A Banner Year for Student Fellowships
From left to right: Susan Albright, Lidia Arshavsky, Annelies Fryberger, Monica Lee, and Reginald Patterson.
Photos by Eva Green '06
Oberlin is well represented among the ranks of college students to win major national fellowships this year.
May 2005 graduates Nancy Nguyen and Tobias Smith, who each landed Fulbright research grants, will study in Asia this coming year—Nguyen in Vietnam and Smith in Shanghai—expanding projects they began during summers and winter terms abroad.
Fulbright Teaching Fellowships will allow five new graduates to teach English and study abroad: Susan Albright and Lidia Arshavsky in France; Monica Lee in Berlin; and Annelies Fryberger and Reginald Patterson in Guadeloupe.
In both the Jacob K. Javits Fellowship and Goldwater Scholarship competitions, Oberlin enjoyed a clean sweep. Javits—which made just two awards to music students this year—chose May graduates Ross Karre, a percussion performance major, and Michael Bukhman, a piano performance major, to each receive more than $41,000 a year for four years as they work toward doctorates in musical arts.
In the Goldwater Scholarship competition,
four Oberlin undergraduates—the maximum number of nominees
from any one school—were singled out for their accomplishments
in science and mathematics. Rising seniors Loren Andreas and Leslie
Dowell, along with juniors Wendy Everett and Hugh Churchill, were
among 320 winners chosen from an applicant pool of 1,091.
“Every year this competition becomes more difficult, so having four students from any one school receive this award is truly an extraordinary feat,” says Gerald Smith, president of the Barry M. Goldwater Foundation.
The Watson Fellowship, which funds a
year of independent study and travel abroad, was awarded to May graduates
Erika Kulnys-Brain, a double-degree major in composition and creative
writing, and Elvira Miller, an English major. Both will pursue projects
related to folk music—Kulnys-Brain on the role of folk music
in social change in Puerto Rico, Brazil, South Africa, and India,
and Miller in studying the accordion in folk music and dance communities.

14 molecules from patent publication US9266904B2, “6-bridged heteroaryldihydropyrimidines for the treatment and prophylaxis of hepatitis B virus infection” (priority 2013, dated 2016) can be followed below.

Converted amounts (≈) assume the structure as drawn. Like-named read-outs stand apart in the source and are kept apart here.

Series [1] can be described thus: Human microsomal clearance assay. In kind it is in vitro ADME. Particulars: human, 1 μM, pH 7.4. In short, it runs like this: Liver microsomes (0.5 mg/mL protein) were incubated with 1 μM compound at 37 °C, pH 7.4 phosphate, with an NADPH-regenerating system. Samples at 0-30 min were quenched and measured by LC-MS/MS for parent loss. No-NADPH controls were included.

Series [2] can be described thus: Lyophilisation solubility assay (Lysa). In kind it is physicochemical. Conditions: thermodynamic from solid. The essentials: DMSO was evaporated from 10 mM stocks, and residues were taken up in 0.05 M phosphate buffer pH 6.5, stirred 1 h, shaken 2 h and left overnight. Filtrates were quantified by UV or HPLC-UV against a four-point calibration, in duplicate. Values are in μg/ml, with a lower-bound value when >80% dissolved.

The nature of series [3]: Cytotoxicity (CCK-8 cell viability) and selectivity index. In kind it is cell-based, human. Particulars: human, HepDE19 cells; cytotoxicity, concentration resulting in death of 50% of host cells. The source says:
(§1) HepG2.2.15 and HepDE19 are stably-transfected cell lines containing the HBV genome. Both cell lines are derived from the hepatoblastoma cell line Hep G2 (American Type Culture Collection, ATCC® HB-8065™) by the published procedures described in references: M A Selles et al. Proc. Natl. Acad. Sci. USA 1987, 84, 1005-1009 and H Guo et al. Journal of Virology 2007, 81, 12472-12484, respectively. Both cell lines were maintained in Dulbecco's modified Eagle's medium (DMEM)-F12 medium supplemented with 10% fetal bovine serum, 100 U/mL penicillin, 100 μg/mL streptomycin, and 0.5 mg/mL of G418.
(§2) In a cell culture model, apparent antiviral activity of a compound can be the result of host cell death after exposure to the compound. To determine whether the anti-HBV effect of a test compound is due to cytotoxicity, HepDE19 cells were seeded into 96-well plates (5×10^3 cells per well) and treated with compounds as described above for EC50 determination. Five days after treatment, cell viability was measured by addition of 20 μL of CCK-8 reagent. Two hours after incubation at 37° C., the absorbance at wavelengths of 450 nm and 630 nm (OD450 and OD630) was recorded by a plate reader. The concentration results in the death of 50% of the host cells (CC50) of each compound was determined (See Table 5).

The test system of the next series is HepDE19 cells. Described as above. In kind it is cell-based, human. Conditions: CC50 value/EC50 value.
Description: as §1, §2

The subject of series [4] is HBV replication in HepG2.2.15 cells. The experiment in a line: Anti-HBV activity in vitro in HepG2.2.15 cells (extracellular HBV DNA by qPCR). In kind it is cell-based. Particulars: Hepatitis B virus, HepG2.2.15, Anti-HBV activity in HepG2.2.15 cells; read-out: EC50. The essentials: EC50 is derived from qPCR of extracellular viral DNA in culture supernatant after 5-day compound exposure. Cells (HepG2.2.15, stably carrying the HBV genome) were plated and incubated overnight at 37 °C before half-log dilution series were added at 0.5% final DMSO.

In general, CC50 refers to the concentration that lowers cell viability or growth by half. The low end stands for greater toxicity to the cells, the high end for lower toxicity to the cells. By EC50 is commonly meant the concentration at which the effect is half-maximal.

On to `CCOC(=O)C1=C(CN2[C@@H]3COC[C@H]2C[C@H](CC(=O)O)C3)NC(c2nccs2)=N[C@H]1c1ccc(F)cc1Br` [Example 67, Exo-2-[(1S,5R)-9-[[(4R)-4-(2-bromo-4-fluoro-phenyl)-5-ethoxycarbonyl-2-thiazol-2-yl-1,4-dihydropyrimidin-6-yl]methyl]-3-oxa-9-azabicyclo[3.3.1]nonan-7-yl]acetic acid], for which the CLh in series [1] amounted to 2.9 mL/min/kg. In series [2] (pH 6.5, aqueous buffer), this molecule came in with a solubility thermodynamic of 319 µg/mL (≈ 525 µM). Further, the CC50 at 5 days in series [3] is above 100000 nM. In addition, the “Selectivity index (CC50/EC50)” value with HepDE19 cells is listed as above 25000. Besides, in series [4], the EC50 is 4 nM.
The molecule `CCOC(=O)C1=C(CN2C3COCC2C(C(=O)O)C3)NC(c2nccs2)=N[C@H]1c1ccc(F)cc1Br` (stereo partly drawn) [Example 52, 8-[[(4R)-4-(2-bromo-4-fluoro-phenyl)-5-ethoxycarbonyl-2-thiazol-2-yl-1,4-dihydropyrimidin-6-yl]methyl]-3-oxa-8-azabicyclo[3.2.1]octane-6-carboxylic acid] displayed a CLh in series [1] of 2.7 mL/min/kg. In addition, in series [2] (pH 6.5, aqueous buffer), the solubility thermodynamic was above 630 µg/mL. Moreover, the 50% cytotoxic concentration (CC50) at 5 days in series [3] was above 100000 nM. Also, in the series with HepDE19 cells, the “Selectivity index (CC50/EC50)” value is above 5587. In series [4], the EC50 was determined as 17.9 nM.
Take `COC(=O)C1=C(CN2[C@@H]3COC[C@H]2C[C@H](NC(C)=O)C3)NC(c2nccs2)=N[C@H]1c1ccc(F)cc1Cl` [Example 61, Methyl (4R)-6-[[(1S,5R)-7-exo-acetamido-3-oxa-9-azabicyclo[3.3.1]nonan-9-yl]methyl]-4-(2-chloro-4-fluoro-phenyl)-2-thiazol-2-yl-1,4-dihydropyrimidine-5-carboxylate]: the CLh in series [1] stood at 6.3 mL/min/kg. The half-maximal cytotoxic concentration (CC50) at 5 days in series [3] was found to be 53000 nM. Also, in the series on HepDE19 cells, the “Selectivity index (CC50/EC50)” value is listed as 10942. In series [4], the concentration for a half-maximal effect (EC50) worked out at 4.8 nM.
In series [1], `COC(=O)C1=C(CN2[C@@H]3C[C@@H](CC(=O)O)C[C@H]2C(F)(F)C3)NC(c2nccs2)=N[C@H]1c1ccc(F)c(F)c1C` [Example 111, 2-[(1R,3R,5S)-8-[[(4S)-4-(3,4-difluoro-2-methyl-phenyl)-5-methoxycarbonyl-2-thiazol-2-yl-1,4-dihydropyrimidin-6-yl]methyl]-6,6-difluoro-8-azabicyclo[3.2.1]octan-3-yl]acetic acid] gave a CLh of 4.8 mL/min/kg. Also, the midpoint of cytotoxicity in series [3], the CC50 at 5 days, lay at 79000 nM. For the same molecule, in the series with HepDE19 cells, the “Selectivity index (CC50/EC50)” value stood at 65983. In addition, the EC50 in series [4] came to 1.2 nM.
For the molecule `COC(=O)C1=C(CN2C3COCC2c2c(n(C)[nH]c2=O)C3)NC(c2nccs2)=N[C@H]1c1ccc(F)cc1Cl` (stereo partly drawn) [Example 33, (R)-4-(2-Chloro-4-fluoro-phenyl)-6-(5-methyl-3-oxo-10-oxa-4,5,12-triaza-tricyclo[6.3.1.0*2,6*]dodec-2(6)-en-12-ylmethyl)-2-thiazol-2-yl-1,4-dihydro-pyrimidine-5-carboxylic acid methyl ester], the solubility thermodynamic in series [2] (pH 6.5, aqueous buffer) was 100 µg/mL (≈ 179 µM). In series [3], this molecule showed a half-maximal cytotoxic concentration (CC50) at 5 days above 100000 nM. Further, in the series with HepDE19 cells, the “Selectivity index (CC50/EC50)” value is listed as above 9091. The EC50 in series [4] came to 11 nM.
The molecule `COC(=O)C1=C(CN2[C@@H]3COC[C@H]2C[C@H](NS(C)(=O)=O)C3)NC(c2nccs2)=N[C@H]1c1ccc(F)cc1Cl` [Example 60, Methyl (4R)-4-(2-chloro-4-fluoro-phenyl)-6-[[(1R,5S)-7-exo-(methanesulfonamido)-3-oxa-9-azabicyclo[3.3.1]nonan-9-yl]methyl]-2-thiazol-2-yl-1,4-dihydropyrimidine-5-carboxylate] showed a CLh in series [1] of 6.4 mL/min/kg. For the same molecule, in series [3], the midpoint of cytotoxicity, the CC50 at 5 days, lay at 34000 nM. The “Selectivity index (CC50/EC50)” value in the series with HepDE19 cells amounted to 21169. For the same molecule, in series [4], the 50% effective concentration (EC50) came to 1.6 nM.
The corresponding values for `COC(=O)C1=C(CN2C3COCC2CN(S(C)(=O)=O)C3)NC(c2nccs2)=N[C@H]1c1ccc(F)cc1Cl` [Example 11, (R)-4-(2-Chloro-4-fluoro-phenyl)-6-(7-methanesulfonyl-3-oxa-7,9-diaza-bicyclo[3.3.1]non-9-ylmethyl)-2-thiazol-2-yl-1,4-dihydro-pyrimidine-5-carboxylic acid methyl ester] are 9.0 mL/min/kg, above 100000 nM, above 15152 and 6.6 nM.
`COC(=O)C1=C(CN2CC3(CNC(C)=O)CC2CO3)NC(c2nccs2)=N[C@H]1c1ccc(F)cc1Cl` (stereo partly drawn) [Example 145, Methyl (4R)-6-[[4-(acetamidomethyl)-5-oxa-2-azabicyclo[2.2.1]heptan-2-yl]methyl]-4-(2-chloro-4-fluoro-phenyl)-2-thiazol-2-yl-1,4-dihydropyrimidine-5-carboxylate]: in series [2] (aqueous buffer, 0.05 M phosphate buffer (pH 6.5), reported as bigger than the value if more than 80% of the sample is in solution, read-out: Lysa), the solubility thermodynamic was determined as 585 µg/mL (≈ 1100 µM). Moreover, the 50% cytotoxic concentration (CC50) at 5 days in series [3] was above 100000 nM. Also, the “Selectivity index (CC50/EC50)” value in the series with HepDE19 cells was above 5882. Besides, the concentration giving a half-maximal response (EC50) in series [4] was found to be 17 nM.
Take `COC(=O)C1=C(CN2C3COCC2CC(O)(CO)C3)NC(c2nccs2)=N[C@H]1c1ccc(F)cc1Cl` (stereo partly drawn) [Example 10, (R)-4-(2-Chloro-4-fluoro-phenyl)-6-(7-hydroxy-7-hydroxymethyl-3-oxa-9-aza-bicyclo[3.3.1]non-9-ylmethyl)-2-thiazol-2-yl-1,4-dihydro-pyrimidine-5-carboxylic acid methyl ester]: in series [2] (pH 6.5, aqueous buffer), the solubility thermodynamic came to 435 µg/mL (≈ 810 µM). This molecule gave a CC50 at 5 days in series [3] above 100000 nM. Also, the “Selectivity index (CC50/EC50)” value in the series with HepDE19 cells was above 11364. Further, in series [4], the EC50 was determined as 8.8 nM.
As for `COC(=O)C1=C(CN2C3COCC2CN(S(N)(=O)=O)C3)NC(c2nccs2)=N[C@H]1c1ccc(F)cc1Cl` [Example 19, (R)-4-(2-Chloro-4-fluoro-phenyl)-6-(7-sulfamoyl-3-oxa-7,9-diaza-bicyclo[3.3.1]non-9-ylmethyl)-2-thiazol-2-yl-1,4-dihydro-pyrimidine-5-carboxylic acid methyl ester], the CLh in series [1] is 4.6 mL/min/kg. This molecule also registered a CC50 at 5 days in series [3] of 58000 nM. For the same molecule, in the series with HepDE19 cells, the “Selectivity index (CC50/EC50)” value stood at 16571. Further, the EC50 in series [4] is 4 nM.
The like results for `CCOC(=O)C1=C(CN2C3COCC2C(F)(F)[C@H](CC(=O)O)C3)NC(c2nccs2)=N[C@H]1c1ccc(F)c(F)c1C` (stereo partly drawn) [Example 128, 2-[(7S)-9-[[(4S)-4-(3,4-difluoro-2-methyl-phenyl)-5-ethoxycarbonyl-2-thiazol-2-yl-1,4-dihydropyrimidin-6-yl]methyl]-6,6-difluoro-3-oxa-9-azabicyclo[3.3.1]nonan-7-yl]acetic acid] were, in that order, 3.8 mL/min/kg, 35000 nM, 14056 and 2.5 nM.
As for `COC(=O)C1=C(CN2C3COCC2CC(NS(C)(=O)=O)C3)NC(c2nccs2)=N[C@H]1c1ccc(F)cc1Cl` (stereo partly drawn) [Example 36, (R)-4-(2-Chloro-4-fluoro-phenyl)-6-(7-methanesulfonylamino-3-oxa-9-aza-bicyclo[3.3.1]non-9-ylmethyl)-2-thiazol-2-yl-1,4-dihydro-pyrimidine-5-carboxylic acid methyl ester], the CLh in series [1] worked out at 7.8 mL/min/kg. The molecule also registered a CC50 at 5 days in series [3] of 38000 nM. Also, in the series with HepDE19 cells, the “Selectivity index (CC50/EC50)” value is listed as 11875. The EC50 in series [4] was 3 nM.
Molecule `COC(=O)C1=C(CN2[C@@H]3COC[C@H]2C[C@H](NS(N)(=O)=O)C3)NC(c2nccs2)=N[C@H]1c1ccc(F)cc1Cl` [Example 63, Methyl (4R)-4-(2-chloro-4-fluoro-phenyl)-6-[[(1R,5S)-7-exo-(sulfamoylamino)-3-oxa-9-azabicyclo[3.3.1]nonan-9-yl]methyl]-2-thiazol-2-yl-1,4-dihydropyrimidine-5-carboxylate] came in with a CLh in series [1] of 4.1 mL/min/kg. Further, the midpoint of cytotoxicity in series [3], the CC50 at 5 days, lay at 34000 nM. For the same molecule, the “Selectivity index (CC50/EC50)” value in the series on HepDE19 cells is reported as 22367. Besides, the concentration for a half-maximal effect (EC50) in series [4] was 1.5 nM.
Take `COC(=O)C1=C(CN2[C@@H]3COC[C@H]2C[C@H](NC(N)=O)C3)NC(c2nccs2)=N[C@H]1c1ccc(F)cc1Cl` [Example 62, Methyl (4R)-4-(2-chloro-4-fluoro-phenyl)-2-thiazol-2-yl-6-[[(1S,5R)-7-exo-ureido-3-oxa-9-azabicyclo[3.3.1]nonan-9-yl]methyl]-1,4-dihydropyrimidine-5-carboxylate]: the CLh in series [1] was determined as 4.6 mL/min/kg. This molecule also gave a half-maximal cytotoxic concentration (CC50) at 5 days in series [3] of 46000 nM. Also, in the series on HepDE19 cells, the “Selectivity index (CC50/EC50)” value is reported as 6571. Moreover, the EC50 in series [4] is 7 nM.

News of the various awards, which reached campus throughout the spring semester, followed the announcement last fall that May graduate Mary Larew had earned one of the highest accolades a U.S. undergraduate can obtain: Great Britain’s Marshall Scholarship. Larew, a Conservatory composition major, will pursue a master’s degree in vocal studies at the University
of York, with an emphasis on early singing techniques.
Photo by Yvonne Gay Fowler
The Big Cram: At 1 a.m. on the first day of finals week, the sounds of clicking keyboards in MUDD’s A-level computer lab were intense. Students spent hours in the library, typing papers and preparing for exams that counted for much of their final grades. Although the atmosphere was hairy, most students were persuaded to leave their study zones, giving in to the wafting aromas of popcorn and pizza—or even a free Frisbee—provided by such campus organizations as the Safety and Security office and the Multicultural Resource Center.
Lewis Center Boosts Energy Production
Artist's rendering of the solar parking pavilion.
A new solar parking pavilion, scheduled for completion
this fall, will not only attract motorists seeking protection from
the elements, but should enable the Adam Joseph Lewis Center for
Environ-mental Studies to annually produce more electricity than
it consumes, making it the largest photovoltaic-run building among
colleges and universities in the country. Support for the project
comes from a $1 million grant from the family of Adam J. Lewis.
“The Lewis Center will go from being an importer of electricity to a net exporter of electricity on an annual basis,” says Associate Professor John Petersen, who estimates that the new and existing PV arrays will produce about 30 percent more electricity than the Lewis Center consumes on an annual basis.
More than 3,500 square feet of PV panels cover the roof of the existing Lewis Center. More than 330 additional PV panels will top the new 8,800-square-foot pavilion, which will cover an existing parking lot.
Director of Environmental Studies David Orr says the pavilion will bring the center’s total rated energy production, based on peak theoretical output under ideal conditions, to 160 kW—which more than triples its current power. That’s equivalent, he says, to the energy needed to power nearly 15 single-family homes. “When Oberlin’s pavilion is finished, it will be the first time any college or university has had an academic facility that is truly photovoltaic energy self-reliant,” says Steven Strong, designer of the PV array and solar pavilion. “The beauty is that it’s a win-win situation.”
A win for the College and for the City of Oberlin, which will benefit from surplus energy exported from the Lewis Center into the municipality’s grid.
Orr, who recognized the learning potential posed by the pavilion, asked students in his ecological design class to come up with alternatives to Strong’s design. Ideas ranged from a portable greenhouse with PV cells to a PV tree sculpture. “It was an in-spiring project,” says Rachel Auerback ’05. “But in the end we decided that Strong’s design was sound, particularly since it would not take up valuable green space.”
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